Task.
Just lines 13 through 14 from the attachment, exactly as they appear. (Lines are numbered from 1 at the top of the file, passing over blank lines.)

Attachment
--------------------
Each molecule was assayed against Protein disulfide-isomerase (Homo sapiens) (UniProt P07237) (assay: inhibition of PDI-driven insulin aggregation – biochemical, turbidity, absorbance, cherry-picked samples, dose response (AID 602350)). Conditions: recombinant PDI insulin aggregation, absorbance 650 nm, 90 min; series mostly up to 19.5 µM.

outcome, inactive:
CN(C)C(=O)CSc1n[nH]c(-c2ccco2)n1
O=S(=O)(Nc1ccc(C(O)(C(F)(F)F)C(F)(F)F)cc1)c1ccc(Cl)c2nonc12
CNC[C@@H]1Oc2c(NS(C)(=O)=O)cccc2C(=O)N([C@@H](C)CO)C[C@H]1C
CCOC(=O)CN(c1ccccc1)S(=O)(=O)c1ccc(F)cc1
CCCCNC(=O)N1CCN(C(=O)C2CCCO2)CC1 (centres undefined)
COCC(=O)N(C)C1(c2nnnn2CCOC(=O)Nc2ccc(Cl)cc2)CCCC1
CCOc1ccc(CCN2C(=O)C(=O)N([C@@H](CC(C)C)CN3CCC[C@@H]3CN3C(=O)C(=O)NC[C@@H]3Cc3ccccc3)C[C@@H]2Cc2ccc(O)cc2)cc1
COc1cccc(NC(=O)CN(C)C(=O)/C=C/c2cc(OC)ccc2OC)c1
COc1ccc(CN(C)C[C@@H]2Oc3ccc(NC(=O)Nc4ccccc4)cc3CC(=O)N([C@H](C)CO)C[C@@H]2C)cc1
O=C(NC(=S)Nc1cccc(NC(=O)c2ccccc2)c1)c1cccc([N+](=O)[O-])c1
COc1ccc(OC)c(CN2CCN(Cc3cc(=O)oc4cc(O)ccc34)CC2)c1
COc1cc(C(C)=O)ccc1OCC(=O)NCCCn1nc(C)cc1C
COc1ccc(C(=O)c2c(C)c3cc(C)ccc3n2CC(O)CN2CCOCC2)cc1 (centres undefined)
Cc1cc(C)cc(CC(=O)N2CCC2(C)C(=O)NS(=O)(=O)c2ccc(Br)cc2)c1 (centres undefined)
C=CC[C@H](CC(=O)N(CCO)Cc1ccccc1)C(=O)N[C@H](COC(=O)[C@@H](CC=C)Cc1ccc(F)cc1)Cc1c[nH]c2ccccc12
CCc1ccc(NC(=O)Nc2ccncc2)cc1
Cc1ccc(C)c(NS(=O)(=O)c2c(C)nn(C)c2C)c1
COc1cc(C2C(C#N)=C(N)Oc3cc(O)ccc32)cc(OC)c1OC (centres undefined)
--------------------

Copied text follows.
COc1ccc(OC)c(CN2CCN(Cc3cc(=O)oc4cc(O)ccc34)CC2)c1
COc1cc(C(C)=O)ccc1OCC(=O)NCCCn1nc(C)cc1C